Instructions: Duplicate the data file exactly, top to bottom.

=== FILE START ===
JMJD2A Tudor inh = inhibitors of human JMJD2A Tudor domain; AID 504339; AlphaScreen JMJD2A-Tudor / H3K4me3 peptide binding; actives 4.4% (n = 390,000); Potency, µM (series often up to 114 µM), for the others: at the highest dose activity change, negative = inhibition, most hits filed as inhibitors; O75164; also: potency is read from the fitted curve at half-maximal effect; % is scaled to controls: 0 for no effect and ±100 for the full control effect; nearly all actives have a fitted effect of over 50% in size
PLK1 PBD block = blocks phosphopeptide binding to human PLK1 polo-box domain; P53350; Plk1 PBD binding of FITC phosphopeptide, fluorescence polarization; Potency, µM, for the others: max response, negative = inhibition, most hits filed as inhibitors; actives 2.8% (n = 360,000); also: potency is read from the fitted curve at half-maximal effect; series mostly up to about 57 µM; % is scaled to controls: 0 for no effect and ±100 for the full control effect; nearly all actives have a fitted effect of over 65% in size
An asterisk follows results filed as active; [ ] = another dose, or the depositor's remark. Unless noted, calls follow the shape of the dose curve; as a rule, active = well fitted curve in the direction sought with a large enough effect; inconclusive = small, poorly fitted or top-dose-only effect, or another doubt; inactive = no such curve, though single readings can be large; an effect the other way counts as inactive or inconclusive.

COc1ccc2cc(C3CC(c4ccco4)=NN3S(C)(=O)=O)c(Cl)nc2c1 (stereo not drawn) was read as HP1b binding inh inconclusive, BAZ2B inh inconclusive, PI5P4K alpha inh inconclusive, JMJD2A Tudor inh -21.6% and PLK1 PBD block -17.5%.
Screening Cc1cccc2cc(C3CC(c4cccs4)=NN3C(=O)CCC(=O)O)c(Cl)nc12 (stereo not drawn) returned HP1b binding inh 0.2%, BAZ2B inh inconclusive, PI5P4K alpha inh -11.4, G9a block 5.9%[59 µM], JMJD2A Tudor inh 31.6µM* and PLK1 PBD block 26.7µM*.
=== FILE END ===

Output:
JMJD2A Tudor inh = inhibitors of human JMJD2A Tudor domain; AID 504339; AlphaScreen JMJD2A-Tudor / H3K4me3 peptide binding; actives 4.4% (n = 390,000); Potency, µM (series often up to 114 µM), for the others: at the highest dose activity change, negative = inhibition, most hits filed as inhibitors; O75164; also: potency is read from the fitted curve at half-maximal effect; % is scaled to controls: 0 for no effect and ±100 for the full control effect; nearly all actives have a fitted effect of over 50% in size
PLK1 PBD block = blocks phosphopeptide binding to human PLK1 polo-box domain; P53350; Plk1 PBD binding of FITC phosphopeptide, fluorescence polarization; Potency, µM, for the others: max response, negative = inhibition, most hits filed as inhibitors; actives 2.8% (n = 360,000); also: potency is read from the fitted curve at half-maximal effect; series mostly up to about 57 µM; % is scaled to controls: 0 for no effect and ±100 for the full control effect; nearly all actives have a fitted effect of over 65% in size
An asterisk follows results filed as active; [ ] = another dose, or the depositor's remark. Unless noted, calls follow the shape of the dose curve; as a rule, active = well fitted curve in the direction sought with a large enough effect; inconclusive = small, poorly fitted or top-dose-only effect, or another doubt; inactive = no such curve, though single readings can be large; an effect the other way counts as inactive or inconclusive.

COc1ccc2cc(C3CC(c4ccco4)=NN3S(C)(=O)=O)c(Cl)nc2c1 (stereo not drawn) was read as HP1b binding inh inconclusive, BAZ2B inh inconclusive, PI5P4K alpha inh inconclusive, JMJD2A Tudor inh -21.6% and PLK1 PBD block -17.5%.
Screening Cc1cccc2cc(C3CC(c4cccs4)=NN3C(=O)CCC(=O)O)c(Cl)nc12 (stereo not drawn) returned HP1b binding inh 0.2%, BAZ2B inh inconclusive, PI5P4K alpha inh -11.4, G9a block 5.9%[59 µM], JMJD2A Tudor inh 31.6µM* and PLK1 PBD block 26.7µM*.